What does it mean to settle?  We give up.

You can add more to the definition, but really, it comes down to that.  When we settle, we determine that this is the best we can ever hope for.  How pathetic.

Settling take no vision.  Settling takes no ideals or beliefs.  Settling takes no courage.  Settling takes no responsibility.  Settling means handing in our humanity to be the dog hoping for some scraps of food from the table.  Settling means we believe we are victims and have no control whatsoever over our lives or anything around us.

And that’s what this election has turned into.

Aren’t you tired of settling?  I’m sick of it.  I refuse to settle.

In our Gospel reading this past Sunday, we read about the persistent widow.  She keeps bothering the unjust judge until he finally gives her what she wants.  Except our English translations really don’t give this passage justice.  The Greek word that is used for “bothering” can actually be translated as tormenting or keep slapping in the face.  This woman that Jesus was talking about was in the judge’s face continuously badgering him without stopping.  She was humiliating him in public.  That’s why he gave her what she sought.

You can choose to settle for the choices offered. Or you can torment those who offer these choices and those that go along with these choices.  Writing in a candidate is enough to torment most people who have sold their soul to the two parties.  They will pull out all the stops to guilt you into voting for their mediocre candidate.  They will use fear.  They will use anger.  They will claim that your vote doesn’t matter and in the same breath claim that it does because your vote is actually a vote for someone you didn’t vote for.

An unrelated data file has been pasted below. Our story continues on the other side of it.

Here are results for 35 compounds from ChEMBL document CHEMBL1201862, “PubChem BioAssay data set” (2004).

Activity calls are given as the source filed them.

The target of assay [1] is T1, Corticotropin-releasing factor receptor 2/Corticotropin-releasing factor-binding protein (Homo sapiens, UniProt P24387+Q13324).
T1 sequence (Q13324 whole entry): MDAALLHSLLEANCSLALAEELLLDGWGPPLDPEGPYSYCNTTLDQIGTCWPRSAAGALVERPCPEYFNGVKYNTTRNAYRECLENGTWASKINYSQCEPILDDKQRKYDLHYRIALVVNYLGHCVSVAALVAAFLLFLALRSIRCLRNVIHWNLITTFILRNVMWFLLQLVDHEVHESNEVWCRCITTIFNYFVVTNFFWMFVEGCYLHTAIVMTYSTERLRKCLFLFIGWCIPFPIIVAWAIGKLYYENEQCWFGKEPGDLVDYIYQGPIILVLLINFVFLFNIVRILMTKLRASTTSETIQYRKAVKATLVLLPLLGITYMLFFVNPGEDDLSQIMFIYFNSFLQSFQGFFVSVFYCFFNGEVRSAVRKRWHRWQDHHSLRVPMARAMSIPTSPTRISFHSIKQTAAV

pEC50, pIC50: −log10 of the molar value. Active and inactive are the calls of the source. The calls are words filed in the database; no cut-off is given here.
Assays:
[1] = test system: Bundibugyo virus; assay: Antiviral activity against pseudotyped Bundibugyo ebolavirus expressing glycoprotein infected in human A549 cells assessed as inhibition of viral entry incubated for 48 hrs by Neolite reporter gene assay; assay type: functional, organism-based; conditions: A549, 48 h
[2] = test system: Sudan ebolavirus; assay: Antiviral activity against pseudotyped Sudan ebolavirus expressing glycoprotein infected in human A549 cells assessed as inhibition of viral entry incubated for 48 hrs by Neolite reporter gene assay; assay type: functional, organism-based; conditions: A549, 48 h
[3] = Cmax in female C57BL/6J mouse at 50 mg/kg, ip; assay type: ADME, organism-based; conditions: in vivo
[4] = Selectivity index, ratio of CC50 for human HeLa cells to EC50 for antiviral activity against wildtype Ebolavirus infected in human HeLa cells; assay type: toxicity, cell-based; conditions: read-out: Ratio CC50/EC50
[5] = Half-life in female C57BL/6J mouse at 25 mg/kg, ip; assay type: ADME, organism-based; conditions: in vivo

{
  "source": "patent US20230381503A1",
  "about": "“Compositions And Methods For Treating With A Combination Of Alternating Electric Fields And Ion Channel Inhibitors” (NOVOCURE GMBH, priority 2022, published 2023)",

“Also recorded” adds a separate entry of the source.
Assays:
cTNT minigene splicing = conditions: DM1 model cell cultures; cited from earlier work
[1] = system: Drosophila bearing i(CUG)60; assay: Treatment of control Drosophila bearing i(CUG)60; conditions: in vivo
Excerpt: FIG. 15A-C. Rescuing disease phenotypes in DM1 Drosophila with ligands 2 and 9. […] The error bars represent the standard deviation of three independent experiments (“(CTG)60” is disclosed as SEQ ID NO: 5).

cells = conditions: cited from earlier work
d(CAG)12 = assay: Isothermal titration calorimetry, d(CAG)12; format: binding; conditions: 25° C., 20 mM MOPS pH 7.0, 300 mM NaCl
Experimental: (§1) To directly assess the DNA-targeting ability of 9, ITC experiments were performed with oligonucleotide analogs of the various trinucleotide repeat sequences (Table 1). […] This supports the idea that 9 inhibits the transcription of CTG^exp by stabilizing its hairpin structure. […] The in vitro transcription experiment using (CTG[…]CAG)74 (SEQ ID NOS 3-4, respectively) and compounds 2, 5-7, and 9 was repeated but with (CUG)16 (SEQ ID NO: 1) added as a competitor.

I challenge you to be a tormentor this election.  Especially if you claim to believe in some kind of ideals or beliefs about what government should be about.  Either that or put those beliefs away – they were worthless to you when you needed them most.

Be a tormentor if you are sick of settling for mediocre politics and politicians.  Be a tormentor in this mediocre system where we are given mediocre choices.  The only way it is going to change is enough people torment the system.




A new adventure – starting with some bugs


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In June we took a week away from our routines, rented a cabin in the woods, and spent time together as a family.  It was a great time.

When you go to a new location, you notice the small things.  In our case, it was the insects and critters that called the cabin their home too.